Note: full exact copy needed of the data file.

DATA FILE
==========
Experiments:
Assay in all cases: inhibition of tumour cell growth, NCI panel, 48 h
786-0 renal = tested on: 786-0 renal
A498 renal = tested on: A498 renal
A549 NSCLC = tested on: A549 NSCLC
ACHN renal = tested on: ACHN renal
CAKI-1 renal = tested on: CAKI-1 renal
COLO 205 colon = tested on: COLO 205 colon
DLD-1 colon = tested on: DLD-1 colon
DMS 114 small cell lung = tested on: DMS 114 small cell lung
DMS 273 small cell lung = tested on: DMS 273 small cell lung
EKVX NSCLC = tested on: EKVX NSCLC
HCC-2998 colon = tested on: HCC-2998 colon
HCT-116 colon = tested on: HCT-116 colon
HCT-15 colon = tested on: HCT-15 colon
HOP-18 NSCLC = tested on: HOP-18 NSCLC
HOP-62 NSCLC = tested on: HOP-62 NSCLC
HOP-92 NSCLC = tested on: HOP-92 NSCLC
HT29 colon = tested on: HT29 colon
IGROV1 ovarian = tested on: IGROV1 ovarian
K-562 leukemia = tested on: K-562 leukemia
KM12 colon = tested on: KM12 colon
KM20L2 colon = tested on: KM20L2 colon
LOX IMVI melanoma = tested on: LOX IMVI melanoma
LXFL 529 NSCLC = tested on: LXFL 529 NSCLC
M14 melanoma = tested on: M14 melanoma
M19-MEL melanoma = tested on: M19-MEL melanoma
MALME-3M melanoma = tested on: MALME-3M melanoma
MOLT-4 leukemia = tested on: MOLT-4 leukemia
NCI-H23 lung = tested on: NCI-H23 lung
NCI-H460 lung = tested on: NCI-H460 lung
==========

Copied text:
Experiments:
Assay in all cases: inhibition of tumour cell growth, NCI panel, 48 h
786-0 renal = tested on: 786-0 renal
A498 renal = tested on: A498 renal
A549 NSCLC = tested on: A549 NSCLC
ACHN renal = tested on: ACHN renal
CAKI-1 renal = tested on: CAKI-1 renal
COLO 205 colon = tested on: COLO 205 colon
DLD-1 colon = tested on: DLD-1 colon
DMS 114 small cell lung = tested on: DMS 114 small cell lung
DMS 273 small cell lung = tested on: DMS 273 small cell lung
EKVX NSCLC = tested on: EKVX NSCLC
HCC-2998 colon = tested on: HCC-2998 colon
HCT-116 colon = tested on: HCT-116 colon
HCT-15 colon = tested on: HCT-15 colon
HOP-18 NSCLC = tested on: HOP-18 NSCLC
HOP-62 NSCLC = tested on: HOP-62 NSCLC
HOP-92 NSCLC = tested on: HOP-92 NSCLC
HT29 colon = tested on: HT29 colon
IGROV1 ovarian = tested on: IGROV1 ovarian
K-562 leukemia = tested on: K-562 leukemia
KM12 colon = tested on: KM12 colon
KM20L2 colon = tested on: KM20L2 colon
LOX IMVI melanoma = tested on: LOX IMVI melanoma
LXFL 529 NSCLC = tested on: LXFL 529 NSCLC
M14 melanoma = tested on: M14 melanoma
M19-MEL melanoma = tested on: M19-MEL melanoma
MALME-3M melanoma = tested on: MALME-3M melanoma
MOLT-4 leukemia = tested on: MOLT-4 leukemia
NCI-H23 lung = tested on: NCI-H23 lung
NCI-H460 lung = tested on: NCI-H460 lung